Monday, March 30, 2015

Do you remember?

"Let's talk about what we've done each year on Valentine's Day."

"Let's remember all of our anniversaries."

These are the beginnings of a lot of conversations I have with my husband, and he always groans, because while he may remember dialogue from a movie or book almost perfectly after one viewing or reading, he is horrible at games like these.  And if I'm able to tell him what I was wearing during these occasions?  He becomes even more flummoxed because he would never store such frivolous information in his brain. 

When a significant date rolls around I always tend to reach as far back as my memory can manage and try to remember what I was doing in previous years.  Easter holds a lot of memories for me.  My first posts on this blog were about every Easter in the history of my familyAs we're coming up on our first Easter in England and thinking about making new memories I couldn't help but think about Easters past.  At first I was just remembering the kids being smaller, but then as long as I was remembering...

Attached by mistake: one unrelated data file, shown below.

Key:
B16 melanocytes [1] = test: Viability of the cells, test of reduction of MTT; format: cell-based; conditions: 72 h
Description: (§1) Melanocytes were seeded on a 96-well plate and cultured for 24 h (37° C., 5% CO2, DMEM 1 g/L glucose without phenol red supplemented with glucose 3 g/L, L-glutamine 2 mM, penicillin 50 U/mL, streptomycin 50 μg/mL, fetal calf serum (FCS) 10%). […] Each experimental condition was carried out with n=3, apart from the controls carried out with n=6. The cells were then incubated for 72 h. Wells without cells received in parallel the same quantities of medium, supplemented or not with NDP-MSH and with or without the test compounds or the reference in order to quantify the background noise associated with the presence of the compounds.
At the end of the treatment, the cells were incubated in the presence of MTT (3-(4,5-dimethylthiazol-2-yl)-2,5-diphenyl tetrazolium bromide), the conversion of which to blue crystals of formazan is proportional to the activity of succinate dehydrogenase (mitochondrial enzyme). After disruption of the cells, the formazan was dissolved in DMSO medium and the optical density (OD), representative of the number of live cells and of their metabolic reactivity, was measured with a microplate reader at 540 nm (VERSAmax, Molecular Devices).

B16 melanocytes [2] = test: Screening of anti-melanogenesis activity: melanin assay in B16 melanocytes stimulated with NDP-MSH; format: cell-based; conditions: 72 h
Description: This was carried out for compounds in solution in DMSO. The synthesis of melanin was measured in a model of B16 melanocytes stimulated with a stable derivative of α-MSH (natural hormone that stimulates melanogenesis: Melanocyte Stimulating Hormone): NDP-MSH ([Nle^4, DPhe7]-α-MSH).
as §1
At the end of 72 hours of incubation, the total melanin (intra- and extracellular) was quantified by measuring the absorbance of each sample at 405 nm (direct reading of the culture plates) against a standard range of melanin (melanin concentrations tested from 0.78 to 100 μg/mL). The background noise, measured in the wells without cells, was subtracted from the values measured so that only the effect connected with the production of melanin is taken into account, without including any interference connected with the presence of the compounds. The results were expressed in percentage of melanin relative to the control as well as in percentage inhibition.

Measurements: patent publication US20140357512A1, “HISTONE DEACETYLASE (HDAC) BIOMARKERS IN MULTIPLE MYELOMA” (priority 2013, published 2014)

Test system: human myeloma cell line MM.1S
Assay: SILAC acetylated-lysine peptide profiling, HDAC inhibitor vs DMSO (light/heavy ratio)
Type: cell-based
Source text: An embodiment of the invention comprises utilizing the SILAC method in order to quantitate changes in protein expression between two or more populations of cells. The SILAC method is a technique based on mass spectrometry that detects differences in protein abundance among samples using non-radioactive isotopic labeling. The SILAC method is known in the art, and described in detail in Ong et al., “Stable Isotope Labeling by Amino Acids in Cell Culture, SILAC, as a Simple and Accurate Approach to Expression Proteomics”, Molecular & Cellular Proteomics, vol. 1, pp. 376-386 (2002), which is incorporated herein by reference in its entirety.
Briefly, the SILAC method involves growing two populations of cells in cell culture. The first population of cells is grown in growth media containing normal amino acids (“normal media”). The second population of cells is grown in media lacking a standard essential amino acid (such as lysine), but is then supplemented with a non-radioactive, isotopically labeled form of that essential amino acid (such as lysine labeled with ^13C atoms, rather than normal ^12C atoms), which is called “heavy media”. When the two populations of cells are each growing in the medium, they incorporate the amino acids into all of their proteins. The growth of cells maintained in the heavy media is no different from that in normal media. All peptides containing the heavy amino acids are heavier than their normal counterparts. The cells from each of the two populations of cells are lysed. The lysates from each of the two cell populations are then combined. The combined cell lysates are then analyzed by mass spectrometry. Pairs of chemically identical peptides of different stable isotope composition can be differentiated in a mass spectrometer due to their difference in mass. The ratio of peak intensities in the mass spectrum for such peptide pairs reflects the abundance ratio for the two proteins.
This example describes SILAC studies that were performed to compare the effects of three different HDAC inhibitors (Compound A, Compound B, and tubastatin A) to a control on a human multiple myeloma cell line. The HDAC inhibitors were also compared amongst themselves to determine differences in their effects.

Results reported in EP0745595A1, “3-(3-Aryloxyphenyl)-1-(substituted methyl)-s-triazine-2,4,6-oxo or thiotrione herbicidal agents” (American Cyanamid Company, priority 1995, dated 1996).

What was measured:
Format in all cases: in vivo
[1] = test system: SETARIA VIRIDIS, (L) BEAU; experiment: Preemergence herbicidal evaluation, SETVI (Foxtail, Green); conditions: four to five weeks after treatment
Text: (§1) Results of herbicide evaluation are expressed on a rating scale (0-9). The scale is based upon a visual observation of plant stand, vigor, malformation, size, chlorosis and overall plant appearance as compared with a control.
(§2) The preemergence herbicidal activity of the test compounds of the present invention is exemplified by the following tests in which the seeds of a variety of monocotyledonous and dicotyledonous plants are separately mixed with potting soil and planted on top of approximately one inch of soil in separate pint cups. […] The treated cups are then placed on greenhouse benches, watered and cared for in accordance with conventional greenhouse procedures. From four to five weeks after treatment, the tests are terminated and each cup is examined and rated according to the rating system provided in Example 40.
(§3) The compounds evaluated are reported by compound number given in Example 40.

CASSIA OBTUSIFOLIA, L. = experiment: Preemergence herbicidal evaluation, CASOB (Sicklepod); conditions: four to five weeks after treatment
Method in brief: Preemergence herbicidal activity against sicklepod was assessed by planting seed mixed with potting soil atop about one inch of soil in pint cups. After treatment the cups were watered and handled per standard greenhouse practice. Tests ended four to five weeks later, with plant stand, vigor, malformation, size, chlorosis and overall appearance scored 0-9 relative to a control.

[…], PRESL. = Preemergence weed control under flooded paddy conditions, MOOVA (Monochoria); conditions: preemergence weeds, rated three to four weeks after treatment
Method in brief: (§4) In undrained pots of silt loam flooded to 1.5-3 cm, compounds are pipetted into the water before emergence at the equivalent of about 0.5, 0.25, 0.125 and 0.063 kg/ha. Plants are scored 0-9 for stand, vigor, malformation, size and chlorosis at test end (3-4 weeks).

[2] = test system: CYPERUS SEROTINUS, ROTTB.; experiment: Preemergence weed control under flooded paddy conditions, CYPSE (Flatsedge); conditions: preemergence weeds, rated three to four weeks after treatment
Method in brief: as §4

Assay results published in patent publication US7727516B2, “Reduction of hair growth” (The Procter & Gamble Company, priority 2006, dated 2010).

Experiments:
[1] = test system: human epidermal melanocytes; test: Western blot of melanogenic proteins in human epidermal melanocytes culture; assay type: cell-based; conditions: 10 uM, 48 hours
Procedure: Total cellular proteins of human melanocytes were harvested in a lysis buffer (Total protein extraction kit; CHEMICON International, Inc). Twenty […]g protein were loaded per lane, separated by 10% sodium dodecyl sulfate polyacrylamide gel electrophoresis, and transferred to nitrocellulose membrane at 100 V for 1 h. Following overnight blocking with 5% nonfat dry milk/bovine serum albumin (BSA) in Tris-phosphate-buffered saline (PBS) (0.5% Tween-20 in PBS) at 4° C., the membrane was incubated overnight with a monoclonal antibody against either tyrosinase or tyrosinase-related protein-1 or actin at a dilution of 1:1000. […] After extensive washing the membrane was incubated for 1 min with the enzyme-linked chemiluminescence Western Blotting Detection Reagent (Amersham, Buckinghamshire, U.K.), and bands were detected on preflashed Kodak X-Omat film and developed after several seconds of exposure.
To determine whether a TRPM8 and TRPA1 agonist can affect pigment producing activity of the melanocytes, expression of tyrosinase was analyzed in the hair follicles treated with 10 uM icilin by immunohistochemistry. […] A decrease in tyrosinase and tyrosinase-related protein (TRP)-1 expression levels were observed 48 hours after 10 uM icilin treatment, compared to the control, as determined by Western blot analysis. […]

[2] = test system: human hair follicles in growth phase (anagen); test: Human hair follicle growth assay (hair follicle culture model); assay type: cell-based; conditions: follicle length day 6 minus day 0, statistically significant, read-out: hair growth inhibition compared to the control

2005:  Our first married Easter
I don't have a 2006 picture on my computer, but I was pregnant with Ella, and I do remember what I was wearing.
2007:  Easter in Kentucky, the coldest Easter we've ever had
Easter 2008 there is no family picture because I had just had my second knee surgery and was home resting.  I can't remember now if KJ took Ella to church by himself or she stayed home with me, but I do remember my dad drove to Kentucky to buy her an Easter bonnet.

2009:  First Easter in Tuscaloosa, pregnant with James

2010:  James's first sinus infection
2011:  when James had to be double-bibbed
and wore little bells on his shoes
and James sneered at the camera because we had just woken him
from a nap
2013:  the year I should have bought KJ an Easter hat too
2014:  the year of the bowtie

More important than how much we've changed or what new spring garments we donned on Easter Sunday, on the ordinary days I need to remember the feeling of triumph on Easter Sunday, the joyful reminder that Christ has conquered death and the grave, and as we hope in Him we have nothing more to fear. Charles Wesley penned the best words on the subject.
Love's redeeming work is done,
fought the fight the battle won...
Death in vain forbids him rise,
Christ hath opened paradise...
Once he died our souls to save,
Where thy victory, O grave?
Made like Him, like Him we rise,
Ours the cross, the grave, the skies, Alleluia!

1 comment:

  1. Amen!! And what precious pictures, sweet Lynn, that stoked a spectrum of emotions in my heart. What treasures - these photos, you people . . . Claire loved looking at them alongside me. We also enjoyed the tour of your lovely home below, wishing for the day we can visit in person. Claire said she wishes for that, too.